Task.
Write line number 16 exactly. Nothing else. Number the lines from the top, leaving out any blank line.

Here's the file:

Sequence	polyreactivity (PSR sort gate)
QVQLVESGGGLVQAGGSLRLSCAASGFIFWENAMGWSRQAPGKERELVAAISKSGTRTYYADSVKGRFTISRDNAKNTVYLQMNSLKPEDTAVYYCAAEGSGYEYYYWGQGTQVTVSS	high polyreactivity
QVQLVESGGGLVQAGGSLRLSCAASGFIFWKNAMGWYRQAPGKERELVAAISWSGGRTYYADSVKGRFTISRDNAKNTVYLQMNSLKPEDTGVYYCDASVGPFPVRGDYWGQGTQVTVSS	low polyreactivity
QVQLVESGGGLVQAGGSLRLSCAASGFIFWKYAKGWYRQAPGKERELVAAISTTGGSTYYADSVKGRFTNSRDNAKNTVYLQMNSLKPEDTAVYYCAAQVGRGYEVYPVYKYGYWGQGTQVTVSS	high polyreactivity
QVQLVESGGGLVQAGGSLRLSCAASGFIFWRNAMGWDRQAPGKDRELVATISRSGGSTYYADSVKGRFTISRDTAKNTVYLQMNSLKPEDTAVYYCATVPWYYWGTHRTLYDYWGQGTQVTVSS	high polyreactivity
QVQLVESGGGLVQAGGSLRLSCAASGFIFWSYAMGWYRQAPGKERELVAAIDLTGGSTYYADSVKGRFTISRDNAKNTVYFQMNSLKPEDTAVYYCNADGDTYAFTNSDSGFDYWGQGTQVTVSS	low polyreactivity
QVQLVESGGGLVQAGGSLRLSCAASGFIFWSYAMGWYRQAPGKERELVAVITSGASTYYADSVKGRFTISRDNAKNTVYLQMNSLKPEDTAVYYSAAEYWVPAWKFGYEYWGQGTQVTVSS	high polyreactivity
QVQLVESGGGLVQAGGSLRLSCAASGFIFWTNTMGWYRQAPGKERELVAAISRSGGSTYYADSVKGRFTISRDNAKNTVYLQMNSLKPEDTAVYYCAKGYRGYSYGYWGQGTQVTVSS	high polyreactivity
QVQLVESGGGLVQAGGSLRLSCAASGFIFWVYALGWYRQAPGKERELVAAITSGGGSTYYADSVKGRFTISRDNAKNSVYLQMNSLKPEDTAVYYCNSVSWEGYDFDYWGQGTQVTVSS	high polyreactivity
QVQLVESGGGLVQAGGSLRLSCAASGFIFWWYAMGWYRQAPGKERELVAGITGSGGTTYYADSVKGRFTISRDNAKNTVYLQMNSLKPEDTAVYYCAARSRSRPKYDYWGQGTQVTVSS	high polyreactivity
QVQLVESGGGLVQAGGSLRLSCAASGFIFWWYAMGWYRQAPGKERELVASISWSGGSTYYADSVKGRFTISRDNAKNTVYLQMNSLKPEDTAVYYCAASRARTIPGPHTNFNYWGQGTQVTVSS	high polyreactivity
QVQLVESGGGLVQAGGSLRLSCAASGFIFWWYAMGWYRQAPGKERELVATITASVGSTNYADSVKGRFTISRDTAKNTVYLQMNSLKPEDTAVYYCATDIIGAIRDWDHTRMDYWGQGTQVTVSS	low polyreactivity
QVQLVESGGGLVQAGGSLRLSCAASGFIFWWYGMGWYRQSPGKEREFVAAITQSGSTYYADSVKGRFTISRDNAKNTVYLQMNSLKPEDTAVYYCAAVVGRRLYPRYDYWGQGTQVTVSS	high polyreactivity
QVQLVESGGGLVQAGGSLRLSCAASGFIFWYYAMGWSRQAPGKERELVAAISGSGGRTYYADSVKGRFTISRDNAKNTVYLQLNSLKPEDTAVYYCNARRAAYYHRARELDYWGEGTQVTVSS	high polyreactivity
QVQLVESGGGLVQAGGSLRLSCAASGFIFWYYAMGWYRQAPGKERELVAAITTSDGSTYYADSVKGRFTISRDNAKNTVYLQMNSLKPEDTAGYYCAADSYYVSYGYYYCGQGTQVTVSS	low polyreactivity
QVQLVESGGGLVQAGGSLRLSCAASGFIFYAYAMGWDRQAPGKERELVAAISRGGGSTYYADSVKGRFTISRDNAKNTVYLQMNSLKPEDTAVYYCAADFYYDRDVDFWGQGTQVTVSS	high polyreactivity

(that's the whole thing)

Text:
QVQLVESGGGLVQAGGSLRLSCAASGFIFYAYAMGWDRQAPGKERELVAAISRGGGSTYYADSVKGRFTISRDNAKNTVYLQMNSLKPEDTAVYYCAADFYYDRDVDFWGQGTQVTVSS	high polyreactivity